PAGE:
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Emergency lighting reference & design

The requirement for emergency lighting originates from the Fire Precautions Act 1971 and is further enforced by the Fire Precautions (Workplace) Regulations 1997 (Amended 1999). The Regulatory Reform (Fire Safety) Order, FSO came into force in October 2006 and now replaces all previous fire safety legislation.

The key considerations from the Fire Safety Order are:

  • The FSO creates one simple fire safety legislative control for all workplaces/non-domestic premises
  • Control is fire risk assessment based, with the responsibility for fire safety resting with the ‘responsible person’ for the premises
  • All persons inside the building/in the vicinity who might be affected by a fire must be protected
  • Employees will be required to act upon the fire risk assessment, make remedial arrangements accordingly and maintain the fire precautions
  • Failure to comply with the rules would be a breach of law, with the consequence of enforcement or prohibition notices being served

The fire safety risk assessment is a legal requirement, and where a site has 5 or more employees the risk assessment must be documented. Fire certificates under the Fire Precautions Act 1971 are now no longer valid. Guidance documents on the new Fire Safety legislation have been published and the appropriate ones must be consulted as part of the overall fire risk assessment.

Other important legislation and regulations, such as The Buildings Regulations and The Health and Safety “Safety Signs and Signals” Regulations 1996, also have a requirement for emergency lighting and must be considered as part of the design and specification.

A number of standards have been devised to provide guidance on application of emergency lighting in line with legislative requirements, and to determine the quality of product to be specified. The major standards to be considered when designing a high-level emergency lighting system are:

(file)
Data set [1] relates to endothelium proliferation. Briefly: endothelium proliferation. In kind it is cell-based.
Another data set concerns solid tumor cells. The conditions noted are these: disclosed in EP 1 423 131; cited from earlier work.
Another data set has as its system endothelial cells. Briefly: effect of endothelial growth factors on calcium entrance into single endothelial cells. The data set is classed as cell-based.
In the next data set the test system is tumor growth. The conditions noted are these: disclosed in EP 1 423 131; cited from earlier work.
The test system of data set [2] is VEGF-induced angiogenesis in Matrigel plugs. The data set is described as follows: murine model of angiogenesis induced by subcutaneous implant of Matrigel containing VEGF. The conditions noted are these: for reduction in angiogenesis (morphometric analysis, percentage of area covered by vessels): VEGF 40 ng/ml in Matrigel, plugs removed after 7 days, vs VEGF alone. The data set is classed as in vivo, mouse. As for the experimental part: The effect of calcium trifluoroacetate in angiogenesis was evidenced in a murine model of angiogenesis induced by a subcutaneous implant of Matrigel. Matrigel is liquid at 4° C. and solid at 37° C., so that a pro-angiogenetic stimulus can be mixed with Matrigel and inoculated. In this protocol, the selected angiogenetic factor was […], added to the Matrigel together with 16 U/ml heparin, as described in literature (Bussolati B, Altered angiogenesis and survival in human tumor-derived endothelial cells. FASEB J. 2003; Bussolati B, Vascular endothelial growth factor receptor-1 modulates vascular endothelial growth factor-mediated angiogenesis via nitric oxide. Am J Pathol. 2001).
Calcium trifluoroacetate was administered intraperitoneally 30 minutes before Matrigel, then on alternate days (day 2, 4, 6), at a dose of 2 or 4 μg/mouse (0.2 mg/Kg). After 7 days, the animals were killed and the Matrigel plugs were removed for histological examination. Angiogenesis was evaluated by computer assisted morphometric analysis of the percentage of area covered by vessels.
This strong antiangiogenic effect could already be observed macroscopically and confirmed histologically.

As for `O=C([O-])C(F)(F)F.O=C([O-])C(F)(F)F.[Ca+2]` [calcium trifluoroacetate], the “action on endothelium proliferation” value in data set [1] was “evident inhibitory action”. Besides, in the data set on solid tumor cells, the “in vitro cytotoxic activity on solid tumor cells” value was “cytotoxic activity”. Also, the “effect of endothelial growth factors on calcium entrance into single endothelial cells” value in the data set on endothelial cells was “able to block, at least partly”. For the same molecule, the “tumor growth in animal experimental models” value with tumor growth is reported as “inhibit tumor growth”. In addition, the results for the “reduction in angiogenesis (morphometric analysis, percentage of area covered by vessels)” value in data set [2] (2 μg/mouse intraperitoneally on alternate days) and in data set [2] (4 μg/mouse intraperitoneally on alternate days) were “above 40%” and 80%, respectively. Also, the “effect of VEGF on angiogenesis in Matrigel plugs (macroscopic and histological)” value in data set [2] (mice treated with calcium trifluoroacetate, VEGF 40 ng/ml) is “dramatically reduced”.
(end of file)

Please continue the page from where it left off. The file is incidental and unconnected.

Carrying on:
BS 5266-1, -7, -8 and -10
This standard sets the guidelines for installation of emergency lighting, as to the location and frequency of emergency luminaires and exit signs, and the minimum lighting levels required.

BS EN 60598.2.22
This is the product standard which establishes the performance requirements of emergency lighting luminaires and internally illuminated exit signs.

EC 62034
This standard defines the requirement for automated testing systems for emergency lighting.

ICEL1001, ICEL1004 & ICEL1009
Standards provided by the Industry Committee for Emergency Lighting which define enhanced performance requirements for the differing types of emergency lighting, backed by independent testing.


General requirements for emergency lighting (BS 5266-1, -7, -8 and -10)

If emergency lighting is required it should:

  • Indicate the escape routes clearly with exit signs so there is no doubt which is the way out
  • Ensure fire safety equipment such as fire alarm call-points, fire extinguishers etc can be located
  • Illuminate escape routes, and open areas used in escape routes so that obstacles can be avoided
  • Provide illumination for high risk task areas to allow the processes to be shut down safely

Any point on an escape route or leading to it must have an exit sign so that direction of travel is never in doubt. Exit sign boards can be used, providing that an adjacent emergency luminaire illuminates the board adequately. A more effective way of emphasising the way out would be to use internally illuminated exit signs, such as our Serenga, Horizon, and Aqualux ranges, as these offer twice the viewing distance of exit sign boards (see below).


ABB-Emergi-Lite-Service-reference-and-design-exit-signs

Points of emphasis

Mandatory points of emphasis have been established where directional signage or specific illumination is required. These are:

  • Near an exit door
  • Near changes of direction
  • Near stairs and changes of level
  • Near the intersection of a corridor
  • Near each piece of fire-fighting equipment or manual call point
  • Near each First Aid point